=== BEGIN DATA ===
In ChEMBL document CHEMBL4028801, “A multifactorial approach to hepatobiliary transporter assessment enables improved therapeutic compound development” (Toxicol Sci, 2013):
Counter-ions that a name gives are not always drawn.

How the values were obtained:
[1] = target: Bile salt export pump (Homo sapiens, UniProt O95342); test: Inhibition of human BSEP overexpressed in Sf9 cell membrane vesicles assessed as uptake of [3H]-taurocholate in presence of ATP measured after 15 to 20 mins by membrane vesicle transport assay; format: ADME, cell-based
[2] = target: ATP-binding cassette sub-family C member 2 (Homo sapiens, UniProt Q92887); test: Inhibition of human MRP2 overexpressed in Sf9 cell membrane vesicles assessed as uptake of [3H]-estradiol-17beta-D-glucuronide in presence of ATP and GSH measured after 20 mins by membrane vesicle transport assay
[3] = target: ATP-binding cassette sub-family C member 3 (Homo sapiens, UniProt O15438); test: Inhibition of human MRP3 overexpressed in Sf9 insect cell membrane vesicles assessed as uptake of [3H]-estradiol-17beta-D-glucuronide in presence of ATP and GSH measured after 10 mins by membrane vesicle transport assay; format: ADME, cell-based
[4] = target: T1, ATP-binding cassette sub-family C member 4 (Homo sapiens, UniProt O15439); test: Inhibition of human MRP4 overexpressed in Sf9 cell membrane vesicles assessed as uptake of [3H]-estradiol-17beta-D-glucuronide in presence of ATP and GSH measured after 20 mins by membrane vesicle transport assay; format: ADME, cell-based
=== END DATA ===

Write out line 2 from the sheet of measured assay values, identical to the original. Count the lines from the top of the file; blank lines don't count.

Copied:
Counter-ions that a name gives are not always drawn.